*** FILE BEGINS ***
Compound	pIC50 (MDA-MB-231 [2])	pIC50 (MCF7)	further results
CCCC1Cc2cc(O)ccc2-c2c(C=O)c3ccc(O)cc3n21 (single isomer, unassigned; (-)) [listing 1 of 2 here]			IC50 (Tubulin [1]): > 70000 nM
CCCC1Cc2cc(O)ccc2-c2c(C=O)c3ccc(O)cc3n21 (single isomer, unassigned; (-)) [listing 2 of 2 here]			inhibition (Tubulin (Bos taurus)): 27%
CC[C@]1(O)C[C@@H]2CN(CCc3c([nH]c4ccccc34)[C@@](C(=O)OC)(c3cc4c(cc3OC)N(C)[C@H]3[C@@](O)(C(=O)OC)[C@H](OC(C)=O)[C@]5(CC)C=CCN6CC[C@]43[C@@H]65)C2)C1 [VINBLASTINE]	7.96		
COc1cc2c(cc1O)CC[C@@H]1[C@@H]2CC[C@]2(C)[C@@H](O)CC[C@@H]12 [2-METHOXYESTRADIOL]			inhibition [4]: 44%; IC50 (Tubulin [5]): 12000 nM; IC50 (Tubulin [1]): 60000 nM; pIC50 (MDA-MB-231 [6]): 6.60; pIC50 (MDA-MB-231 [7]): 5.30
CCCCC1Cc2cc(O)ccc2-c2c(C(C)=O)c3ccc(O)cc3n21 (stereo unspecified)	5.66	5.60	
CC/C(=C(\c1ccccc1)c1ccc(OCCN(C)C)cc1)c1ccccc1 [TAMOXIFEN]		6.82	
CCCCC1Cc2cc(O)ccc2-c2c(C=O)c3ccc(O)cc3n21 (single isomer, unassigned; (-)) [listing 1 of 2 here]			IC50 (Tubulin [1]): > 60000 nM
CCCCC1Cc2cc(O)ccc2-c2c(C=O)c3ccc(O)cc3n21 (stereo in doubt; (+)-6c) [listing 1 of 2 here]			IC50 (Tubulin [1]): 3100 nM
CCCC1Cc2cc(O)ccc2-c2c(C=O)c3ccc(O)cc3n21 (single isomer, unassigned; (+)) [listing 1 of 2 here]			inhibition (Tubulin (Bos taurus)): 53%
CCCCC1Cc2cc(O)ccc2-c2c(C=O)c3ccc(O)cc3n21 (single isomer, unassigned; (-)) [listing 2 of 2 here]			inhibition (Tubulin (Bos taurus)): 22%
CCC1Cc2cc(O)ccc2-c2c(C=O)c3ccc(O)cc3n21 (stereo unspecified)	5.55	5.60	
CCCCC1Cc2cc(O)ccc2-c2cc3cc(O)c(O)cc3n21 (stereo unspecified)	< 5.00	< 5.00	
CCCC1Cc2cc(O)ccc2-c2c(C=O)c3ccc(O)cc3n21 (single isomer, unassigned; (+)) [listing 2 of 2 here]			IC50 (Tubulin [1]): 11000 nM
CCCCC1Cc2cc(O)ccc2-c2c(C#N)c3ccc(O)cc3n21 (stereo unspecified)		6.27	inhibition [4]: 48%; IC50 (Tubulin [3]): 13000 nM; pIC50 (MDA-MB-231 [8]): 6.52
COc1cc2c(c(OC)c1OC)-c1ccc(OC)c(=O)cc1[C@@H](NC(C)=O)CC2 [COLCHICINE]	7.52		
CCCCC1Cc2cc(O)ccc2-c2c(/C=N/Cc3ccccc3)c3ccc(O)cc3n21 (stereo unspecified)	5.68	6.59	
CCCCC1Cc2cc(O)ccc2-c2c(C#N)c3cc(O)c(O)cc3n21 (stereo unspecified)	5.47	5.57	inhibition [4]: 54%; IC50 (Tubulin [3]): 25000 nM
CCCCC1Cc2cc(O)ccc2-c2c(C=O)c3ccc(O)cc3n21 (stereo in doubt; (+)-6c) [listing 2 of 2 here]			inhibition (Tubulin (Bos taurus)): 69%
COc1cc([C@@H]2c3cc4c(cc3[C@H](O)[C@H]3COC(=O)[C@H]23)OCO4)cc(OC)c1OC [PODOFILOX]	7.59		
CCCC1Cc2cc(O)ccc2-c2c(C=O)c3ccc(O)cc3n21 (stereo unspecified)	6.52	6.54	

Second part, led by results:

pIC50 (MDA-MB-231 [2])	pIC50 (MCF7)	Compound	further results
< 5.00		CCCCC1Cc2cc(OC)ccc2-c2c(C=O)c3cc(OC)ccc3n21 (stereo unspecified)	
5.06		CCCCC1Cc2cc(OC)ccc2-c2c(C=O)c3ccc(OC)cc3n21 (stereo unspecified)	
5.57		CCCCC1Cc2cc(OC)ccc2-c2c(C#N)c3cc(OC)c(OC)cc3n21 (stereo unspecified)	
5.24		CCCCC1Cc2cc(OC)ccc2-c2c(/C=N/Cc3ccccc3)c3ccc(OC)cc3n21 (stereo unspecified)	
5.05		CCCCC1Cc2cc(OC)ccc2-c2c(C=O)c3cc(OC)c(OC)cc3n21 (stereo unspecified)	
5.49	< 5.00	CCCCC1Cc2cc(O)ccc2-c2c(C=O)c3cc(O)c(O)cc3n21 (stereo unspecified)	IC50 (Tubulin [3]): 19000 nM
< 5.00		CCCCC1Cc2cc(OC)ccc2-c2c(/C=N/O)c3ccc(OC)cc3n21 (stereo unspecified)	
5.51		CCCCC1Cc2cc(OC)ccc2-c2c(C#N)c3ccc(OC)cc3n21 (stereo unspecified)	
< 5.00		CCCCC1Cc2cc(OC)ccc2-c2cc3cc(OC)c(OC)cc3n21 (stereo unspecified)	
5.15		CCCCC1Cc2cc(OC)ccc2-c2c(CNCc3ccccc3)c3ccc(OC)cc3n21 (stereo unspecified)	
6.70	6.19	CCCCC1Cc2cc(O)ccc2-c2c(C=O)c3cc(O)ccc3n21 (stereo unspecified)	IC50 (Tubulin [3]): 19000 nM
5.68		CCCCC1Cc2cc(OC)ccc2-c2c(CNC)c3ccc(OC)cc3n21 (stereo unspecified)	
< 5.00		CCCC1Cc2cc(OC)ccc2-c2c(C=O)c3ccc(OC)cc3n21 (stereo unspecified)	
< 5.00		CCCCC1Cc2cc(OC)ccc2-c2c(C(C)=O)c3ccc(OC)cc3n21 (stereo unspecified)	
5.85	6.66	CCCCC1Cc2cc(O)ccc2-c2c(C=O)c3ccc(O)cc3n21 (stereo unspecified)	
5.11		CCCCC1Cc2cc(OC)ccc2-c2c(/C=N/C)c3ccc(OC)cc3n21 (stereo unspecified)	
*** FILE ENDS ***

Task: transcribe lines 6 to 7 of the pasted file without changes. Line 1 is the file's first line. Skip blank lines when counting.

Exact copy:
CCCCC1Cc2cc(O)ccc2-c2c(C(C)=O)c3ccc(O)cc3n21 (stereo unspecified)	5.66	5.60	
CC/C(=C(\c1ccccc1)c1ccc(OCCN(C)C)cc1)c1ccccc1 [TAMOXIFEN]		6.82	